The Last 'Idler'
'The Idler' no. 103, by Samuel Johnson (Saturday, 5th April 1760)

Much of the Pain and Pleasure of mankind arises from the conjectures which every one makes of the thoughts of others ; we all enjoy praise which we do not hear, and resent contempt which we do not see. The Idler may therefore be forgiven, if he suffers his Imagination to represent to him what his readers will say or think when they are informed that they have now his last paper in their hands.

Value is more frequently raised by scarcity than by use. That which lay neglected when it was common, rises in estimation as its quantity becomes less. We seldom learn the true want of what we have till it is discovered that we can have no more.

This essay will, perhaps, be read with care even by those who have not yet attended to any other; and he that finds this late attention recompensed, will not forbear to wish that he had bestowed it sooner.

Though the Idler and his readers have contracted no close friendship they are perhaps both unwilling to part. There are few things not purely evil, of which we can say, without some emotion of uneasiness, this is the last. Those who never could agree together, shed tears when mutual discontent has determined them to final separation; of a place which has been frequently visited, though without pleasure, the last look is taken with heaviness of heart; and the Idler, with all his chillness of tranquility, is not wholly unaffected by the thought that his last essay is now before him.

This secret horror of the last is inseparable from a thinking being whose life is limited, and to whom death is dreadful. We always make a secret comparison between a part and the whole; the termination of any period of life reminds us that life itself has likewise its termination; when we have done any thing for the last time, we involuntarily reflect that a part of the days allotted us is past, and that as more is past there is less remaining.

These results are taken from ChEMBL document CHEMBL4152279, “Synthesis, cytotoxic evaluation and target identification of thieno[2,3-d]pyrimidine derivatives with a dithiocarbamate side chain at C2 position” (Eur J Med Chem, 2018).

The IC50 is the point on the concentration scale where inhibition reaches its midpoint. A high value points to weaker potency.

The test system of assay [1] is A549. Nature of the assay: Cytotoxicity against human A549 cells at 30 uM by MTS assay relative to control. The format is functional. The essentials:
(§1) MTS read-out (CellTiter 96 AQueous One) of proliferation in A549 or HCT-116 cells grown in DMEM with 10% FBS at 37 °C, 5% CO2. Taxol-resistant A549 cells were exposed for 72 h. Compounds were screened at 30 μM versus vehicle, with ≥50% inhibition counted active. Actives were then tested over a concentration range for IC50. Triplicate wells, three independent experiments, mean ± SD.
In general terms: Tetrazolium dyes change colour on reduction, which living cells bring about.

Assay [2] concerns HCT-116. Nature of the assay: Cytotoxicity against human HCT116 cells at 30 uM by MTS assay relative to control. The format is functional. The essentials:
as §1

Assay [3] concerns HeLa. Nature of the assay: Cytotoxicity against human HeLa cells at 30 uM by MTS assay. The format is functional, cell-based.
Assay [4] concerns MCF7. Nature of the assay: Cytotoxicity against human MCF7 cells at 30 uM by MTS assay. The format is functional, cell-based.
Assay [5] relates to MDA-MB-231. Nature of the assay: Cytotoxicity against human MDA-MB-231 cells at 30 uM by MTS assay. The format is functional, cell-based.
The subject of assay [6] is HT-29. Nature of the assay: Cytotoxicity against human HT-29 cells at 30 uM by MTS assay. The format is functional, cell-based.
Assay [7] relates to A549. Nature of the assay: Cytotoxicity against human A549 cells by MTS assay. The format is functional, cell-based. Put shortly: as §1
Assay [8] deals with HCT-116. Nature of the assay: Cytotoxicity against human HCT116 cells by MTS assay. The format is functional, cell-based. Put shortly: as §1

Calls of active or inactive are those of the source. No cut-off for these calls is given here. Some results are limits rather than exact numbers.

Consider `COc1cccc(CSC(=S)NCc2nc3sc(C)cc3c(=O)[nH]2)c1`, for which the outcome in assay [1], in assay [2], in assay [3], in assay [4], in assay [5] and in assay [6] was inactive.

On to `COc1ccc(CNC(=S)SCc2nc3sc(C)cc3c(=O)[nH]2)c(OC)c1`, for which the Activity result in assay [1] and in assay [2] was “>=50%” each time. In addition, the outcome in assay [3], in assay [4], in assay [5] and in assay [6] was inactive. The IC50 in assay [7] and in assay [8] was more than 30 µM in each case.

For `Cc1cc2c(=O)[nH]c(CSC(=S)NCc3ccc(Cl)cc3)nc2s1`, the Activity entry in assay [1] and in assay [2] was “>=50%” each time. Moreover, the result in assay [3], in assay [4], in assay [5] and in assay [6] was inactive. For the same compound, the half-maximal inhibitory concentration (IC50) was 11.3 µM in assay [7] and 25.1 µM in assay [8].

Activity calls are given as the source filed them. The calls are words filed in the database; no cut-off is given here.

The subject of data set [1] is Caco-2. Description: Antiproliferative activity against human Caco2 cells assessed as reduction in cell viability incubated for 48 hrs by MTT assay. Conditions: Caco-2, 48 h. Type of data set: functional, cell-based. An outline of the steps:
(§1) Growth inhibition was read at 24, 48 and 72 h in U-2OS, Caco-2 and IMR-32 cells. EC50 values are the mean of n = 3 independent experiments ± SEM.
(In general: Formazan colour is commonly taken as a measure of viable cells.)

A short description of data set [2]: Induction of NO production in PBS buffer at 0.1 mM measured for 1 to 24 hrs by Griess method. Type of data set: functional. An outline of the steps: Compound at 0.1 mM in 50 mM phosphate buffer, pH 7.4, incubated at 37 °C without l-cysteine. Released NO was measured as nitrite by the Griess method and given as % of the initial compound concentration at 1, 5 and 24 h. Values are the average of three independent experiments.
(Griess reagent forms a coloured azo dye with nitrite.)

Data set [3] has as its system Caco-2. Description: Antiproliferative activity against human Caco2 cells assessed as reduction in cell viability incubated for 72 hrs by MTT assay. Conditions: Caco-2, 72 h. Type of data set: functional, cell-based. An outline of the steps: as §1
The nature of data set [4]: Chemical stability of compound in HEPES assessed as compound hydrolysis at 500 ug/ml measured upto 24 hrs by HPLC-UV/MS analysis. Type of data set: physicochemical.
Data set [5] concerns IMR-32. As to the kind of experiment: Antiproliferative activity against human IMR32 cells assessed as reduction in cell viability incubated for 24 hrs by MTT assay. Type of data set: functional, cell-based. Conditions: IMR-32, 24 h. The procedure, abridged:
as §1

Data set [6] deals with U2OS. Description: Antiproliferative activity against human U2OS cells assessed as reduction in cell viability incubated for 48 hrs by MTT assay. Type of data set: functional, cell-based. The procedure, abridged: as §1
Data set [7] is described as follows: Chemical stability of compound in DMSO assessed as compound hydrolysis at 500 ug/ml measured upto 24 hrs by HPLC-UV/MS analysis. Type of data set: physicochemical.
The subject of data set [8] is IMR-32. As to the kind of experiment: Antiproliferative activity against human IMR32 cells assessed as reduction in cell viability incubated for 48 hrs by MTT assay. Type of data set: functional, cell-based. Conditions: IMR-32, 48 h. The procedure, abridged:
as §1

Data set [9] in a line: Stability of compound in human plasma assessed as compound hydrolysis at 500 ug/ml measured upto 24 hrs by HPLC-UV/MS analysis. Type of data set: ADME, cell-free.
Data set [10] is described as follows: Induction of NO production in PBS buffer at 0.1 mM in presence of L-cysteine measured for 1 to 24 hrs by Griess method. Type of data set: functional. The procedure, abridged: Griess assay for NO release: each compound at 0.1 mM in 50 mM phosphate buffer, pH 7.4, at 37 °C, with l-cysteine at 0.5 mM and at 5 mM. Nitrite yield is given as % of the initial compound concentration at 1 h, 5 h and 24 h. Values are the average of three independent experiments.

It is very happily and kindly provided, that in every life there are certain pauses and interruptions, which force consideration upon the careless, and seriousness upon the light; points of time where one course of action ends and another begins; and by vicissitude of fortune, or alteration of employment, by change of place, or loss of friendship, we are forced to say of something, this is the last.

An even and unvaried tenour of life always hides from our apprehension the approach of its end. Succession is not perceived but by variation; he that lives to day as he lived yesterday, and expects that, as the present day is, such will be the morrow, easily conceives time as running in a circle and returning to itself. The uncertainty of our duration is impressed commonly by dissimilitude of condition; it is only by finding life changeable that we are reminded of its shortness.

This conviction, however forcible at every new impression, is every moment fading from the mind; and partly by the inevitable incursion of new images, and partly by voluntary exclusion of unwelcome thoughts, we are again exposed to the universal fallacy; and we must do another thing for the last time, before we consider that the time is nigh when we shall do no more.

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